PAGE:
Oxford Mail readers have been revealing whether they have been tuning in to the Tokyo Olympics.

They were asked on Facebook: “Will you be staying up to watch the Olympics this year?”

Readers responded on Facebook and while some said they were watching many said they were not.

The time difference between the UK and Japan makes it difficult for UK residents to catch many events live as they are broadcast in the middle of the night.

Read again: Oxfordshire athlete to compete at Olympics

And the BBC’s rights to screen the Olympics are more limited when compared with previous years.

In the United States, NBC’s broadcast of the opening ceremony drew 16.7 million viewers, the smallest US television audience for the event in 33 years, according to preliminary data.

Friday’s audience reflected a steep drop, despite difficult comparisons with previous opening ceremonies, when viewers had fewer streaming options.

The Tokyo opener’s TV audience declined by 37% from 2016, when 26.5 million people watched the Rio de Janeiro Games opener, and 59% from 2012, when 40.7 million people watched the London ceremony.

It was the lowest audience for the opening ceremony since the 1988 Seoul Games, which attracted 22.7 million TV viewers.

It was also lower than the 1992 Barcelona Games, when 21.6 million people tuned in, according to Nielsen data.

Some local athletes have been taking part, including Kieran Bird, a swimmer from Bicester, who was competing in the 800m freestyle yesterday.

The 21-year-old also competed in the 400m freestyle on Saturday but his time of 3mins 48.55secs was not enough to make it to the final.

MAURICE EARP: “Definitely not.”


NATE CHALMERS: “No I never watch the Olympics as it’s not my thing - never been interested in it I don’t like it.”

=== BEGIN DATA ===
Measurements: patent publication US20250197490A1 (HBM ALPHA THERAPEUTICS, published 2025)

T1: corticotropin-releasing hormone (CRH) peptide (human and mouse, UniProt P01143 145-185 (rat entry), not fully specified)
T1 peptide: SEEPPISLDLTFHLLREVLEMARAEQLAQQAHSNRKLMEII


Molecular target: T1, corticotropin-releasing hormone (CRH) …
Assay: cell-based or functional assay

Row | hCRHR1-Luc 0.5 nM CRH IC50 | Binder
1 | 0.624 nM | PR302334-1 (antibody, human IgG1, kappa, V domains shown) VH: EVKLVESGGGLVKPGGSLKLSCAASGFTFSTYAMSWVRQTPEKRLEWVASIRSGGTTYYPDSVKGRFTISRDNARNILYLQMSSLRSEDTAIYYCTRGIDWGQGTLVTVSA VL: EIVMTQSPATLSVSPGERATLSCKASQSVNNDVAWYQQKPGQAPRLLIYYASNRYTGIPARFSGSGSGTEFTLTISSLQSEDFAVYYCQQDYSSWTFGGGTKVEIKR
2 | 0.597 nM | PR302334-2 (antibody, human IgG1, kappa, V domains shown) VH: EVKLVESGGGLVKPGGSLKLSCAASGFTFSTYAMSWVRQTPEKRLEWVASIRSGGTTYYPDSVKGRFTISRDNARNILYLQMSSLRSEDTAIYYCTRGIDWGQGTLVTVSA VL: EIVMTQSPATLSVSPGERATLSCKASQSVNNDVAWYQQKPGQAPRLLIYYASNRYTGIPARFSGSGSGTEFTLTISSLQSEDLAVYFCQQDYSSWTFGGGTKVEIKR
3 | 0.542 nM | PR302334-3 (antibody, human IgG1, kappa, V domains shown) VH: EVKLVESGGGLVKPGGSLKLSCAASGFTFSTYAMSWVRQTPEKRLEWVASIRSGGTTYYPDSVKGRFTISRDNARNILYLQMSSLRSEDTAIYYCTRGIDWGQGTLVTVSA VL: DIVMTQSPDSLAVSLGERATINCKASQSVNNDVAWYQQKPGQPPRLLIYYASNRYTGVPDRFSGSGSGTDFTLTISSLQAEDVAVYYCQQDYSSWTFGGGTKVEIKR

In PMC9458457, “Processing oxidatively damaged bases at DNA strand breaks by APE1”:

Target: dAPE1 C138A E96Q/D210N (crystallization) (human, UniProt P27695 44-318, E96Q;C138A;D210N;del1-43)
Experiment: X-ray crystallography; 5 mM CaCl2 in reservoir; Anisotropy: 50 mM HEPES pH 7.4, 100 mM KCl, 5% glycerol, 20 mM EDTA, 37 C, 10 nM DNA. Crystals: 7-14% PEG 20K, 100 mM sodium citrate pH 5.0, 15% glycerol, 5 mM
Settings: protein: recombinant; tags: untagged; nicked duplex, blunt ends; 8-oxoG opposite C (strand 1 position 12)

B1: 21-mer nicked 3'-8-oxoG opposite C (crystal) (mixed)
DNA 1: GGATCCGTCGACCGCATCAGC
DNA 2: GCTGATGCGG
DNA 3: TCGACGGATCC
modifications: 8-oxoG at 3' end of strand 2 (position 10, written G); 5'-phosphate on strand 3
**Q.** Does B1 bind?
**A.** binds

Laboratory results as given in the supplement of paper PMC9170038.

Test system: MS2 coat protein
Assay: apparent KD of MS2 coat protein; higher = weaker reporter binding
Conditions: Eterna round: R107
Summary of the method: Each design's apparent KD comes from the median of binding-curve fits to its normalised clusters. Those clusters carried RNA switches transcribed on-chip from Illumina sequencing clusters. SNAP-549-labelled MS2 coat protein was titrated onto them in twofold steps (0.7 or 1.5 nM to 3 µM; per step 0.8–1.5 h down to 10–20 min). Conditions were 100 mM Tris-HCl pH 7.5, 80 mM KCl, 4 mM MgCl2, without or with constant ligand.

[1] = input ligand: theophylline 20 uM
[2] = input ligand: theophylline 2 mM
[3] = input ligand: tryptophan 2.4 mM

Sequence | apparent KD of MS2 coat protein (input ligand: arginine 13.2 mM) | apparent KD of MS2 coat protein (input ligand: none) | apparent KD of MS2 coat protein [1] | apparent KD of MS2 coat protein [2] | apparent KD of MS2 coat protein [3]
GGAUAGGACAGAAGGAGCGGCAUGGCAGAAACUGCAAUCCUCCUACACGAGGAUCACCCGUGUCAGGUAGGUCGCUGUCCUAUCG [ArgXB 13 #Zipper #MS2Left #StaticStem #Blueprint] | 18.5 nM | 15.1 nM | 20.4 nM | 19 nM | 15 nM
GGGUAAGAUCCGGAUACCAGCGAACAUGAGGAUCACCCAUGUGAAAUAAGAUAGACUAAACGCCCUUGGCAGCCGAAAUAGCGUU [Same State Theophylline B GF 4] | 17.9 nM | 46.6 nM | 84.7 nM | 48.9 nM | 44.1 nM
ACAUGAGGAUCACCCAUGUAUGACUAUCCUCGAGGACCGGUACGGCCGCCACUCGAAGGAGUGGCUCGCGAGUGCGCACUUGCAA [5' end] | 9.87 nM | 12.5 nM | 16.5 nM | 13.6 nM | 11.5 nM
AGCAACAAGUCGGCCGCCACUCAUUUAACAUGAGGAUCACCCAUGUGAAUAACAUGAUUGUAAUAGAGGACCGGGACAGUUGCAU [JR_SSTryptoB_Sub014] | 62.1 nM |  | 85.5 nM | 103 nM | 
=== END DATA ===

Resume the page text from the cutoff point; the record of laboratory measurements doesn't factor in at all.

JULIE HILL: “Me neither. Shame - has a lot love to watch.”


PATRICK MURPHY: “No , I will read the reports next day in the Oxford Mail.”



JANE MARSHECK: “Not watching at all.”

NICK PIERPOINT: “No - wouldn’t mind seeing the BMX though.”

SUSAN CLEATON: “No watching it in the day.”




DEANO GILES: “When is it?”

SEBASTIAN ST ROCH: “No I have a job.”






SARAH WILLIAMS: “No equestrian available on TV - shocking!”

This time round, the BBC is limited to showing two live events at a time: its alternate stream can be accessed via the red button.

This means that many obscure sports are off the viewing menu.

The BBC has already received a large number of complaints about the lack of live Tokyo Olympics coverage on its channels, after viewers failed to realise that the International Olympic Committee had sold the majority of UK television rights to pay-TV company Discovery.

During the London 2012 and Rio 2016 Olympics, the BBC was able to offer dozens of free livestreams of different sports, revolutionising the way British viewers watched the games and providing much needed publicity to niche events that would not normally have enjoyed their moment in the public eye.

This is no longer possible, however, after Olympics organisers decided to sell the European television rights for the games to the US company Discovery in a £920m deal.

Discovery has in turn put the vast majority of the coverage behind a paywall, accessible only through their Eurosport channels or on the new £6.99-a-month streaming service Discovery+.

Although the deal with the BBC was announced in 2016, this is the first summer Olympics where it has come into effect, meaning much of the British public was not aware of the changes until now.

Under the deal with the International Olympic Committee, Discovery is still required to make some of the coverage available on a free-to-air channel.

Discovery decided to stick with the BBC for this element in the UK, in part to avoid a public relations disaster.